A.T. Still U. of the Health Sciences
1. How are you effectively marketing your library and library holdings among your patrons? What tips can you share with your colleagues that you found to be successful?
Effectively marketing the Library, like marketing anything, is a process involving knowing your target audience and their needs, developing the “products and services” to most effectively meet these needs and “selling” these products and services. In applying this process in my Library, I have tried to think strategically and use this to guide my tactical/operational planning. ATSU is a medical university focused on the quality of its clinical education. The need to effectively use evidence in clinical practice is well understood in the shift to an evidence-based model of practice. Therefore, the strategic goal I identified for my current library is to assist the University in preparing clinicians to deliver high quality care partly through accessing and using evidence in their future practice. This drives everything we do in the Library.
For example, it is clear that to accomplish this, it is important to work closely with our faculty to incorporate use of evidence into their courses so that locating and using evidence/information becomes second nature for our students. It also guides our collection building and our focus to better integrate the array of digital resources we make available to our students and faculty to try and improve their ability to find the most relevant sources and evidence to answer their questions. We try to couple this with a strong commitment in the Library to a high level of service, so that our patrons want to use the Library and its resources rather than feel like they have to. In addition, I make sure to frequently “walk the halls” to visit and talk to faculty, as academic health sciences libraries can no longer wait for our patrons to come to us.
None of the ideas are particularly original but the long-term goals; our commitment to service and outreach have built a Library with strong relationships; and support from our academic community.
2. If you weren’t a medical librarian, what would you be?
What I like about being a librarian is being able to help my patrons and rarely having to tell them no or be negative with them. The library should be a positive, helpful resource that finds ways to assist rather than having to say no very often and it is my goal to make my libraries like this. I also would not like a job where I sat at a desk every day doing the same or similar things for much of the day. Knowing myself when I was preparing to leave the US Navy 40 years ago, I looked at possible career choices and discovered that being a librarian matched me well and I still have not changed my mind. So if I wasn’t a medical librarian, I would want to be a public (which I did for 2 years in the early 90’s) or academic librarian.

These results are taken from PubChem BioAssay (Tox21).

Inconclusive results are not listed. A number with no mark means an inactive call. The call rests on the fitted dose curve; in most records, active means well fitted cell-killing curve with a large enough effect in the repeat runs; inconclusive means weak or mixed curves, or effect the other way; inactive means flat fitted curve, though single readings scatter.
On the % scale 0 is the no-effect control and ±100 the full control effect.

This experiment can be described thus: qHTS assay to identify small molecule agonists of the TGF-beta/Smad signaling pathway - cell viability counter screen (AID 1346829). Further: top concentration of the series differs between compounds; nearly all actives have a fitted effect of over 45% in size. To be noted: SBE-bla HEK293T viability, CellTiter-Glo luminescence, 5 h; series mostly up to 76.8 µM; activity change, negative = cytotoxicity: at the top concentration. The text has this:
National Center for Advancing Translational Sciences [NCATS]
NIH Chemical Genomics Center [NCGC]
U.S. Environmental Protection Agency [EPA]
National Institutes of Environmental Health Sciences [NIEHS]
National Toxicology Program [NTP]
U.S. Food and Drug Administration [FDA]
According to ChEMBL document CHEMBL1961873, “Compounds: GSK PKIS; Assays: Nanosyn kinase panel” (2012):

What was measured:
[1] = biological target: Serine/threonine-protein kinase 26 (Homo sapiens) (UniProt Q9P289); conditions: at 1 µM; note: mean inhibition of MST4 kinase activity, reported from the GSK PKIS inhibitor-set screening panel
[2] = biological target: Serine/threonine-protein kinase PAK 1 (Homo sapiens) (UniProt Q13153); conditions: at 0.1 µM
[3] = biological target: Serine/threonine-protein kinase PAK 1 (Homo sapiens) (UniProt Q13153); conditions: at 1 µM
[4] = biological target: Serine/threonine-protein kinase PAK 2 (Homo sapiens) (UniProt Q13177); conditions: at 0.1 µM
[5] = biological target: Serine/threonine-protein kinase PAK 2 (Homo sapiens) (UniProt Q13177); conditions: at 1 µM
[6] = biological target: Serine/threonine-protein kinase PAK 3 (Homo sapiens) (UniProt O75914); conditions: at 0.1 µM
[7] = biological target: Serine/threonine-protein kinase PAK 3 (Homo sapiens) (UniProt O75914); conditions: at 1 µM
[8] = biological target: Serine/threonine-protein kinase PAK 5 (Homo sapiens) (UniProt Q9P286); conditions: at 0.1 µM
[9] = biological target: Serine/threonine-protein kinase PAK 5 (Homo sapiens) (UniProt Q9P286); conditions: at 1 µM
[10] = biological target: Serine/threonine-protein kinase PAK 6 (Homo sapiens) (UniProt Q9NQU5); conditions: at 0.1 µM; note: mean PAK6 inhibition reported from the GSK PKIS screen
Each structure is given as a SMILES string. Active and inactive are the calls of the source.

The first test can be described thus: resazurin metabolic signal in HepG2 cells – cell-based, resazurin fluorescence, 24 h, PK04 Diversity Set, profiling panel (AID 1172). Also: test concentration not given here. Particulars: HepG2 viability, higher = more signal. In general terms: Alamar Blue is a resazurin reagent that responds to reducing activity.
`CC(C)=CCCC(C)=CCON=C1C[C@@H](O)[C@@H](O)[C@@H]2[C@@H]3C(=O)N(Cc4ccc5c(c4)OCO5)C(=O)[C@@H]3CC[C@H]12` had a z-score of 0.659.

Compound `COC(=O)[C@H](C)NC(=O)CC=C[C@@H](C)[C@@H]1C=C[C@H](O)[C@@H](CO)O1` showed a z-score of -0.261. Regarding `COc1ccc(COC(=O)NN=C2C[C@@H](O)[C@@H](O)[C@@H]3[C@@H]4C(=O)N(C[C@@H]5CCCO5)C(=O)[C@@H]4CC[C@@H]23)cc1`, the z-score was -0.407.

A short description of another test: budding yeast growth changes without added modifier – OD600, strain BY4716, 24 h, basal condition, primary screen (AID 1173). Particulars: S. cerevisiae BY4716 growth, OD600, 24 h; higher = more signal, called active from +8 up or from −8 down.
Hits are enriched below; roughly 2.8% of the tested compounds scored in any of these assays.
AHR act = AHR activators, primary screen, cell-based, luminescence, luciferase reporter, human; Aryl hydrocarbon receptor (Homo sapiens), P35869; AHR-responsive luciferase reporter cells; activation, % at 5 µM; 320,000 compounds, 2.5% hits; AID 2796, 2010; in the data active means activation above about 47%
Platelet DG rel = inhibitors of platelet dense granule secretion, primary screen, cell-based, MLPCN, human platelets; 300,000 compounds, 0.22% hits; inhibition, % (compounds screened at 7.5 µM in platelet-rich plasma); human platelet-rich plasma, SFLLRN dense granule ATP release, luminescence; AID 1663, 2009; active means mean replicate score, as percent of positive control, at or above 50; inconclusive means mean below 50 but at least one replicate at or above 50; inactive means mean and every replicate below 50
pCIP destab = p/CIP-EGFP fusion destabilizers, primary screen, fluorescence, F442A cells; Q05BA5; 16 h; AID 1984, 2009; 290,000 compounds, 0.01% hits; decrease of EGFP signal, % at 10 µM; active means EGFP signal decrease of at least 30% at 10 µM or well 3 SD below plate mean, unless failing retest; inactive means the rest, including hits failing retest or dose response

3. If you could live anywhere in the world, where would it be and why?
This is not as simple a question as it might sound. As I am probably within 5 years of retirement, it is something I sometimes think about. I like living in the United States, but also like being able to travel to other countries so I want a good airport nearby. In the plus 20 years I have spent in Arizona having moved here from the Southeast, I have found that I like the laidback lifestyle of the West. I like having good access to the arts, good food and to major league baseball, so I prefer a large but not overwhelming city. I also like moderate weather not desiring much snow or extreme heat, so that Arizona is near perfect 8 months of the year. So when I retire I would like to live where I live, but spend significant parts of the “hot” four months in other parts of this country and neat places in other countries.
4. If you could have a superpower, what would it be and why?
If I could have a superpower, I would like to be super empathic, so that I could have a clear sense of what the person I am dealing with is feeling as we interact. I would like this for two reasons. The first is to make me more effective in dealing with patrons, colleagues and friends. Just think how much more effective I could be in the “reference interview”! Secondly, I could be better to figure out the correct answer when my wife asks me questions, such as do I like what she is wearing, should she buy this dress or which restaurant we want to eat at!
We’re always looking for new Medical Librarians of the Month!
If you’d like to be considered, answer the same questions as Michael above and send them to email@example.com. Please also include your name, institution, city, state and a photo of yourself. Good luck!
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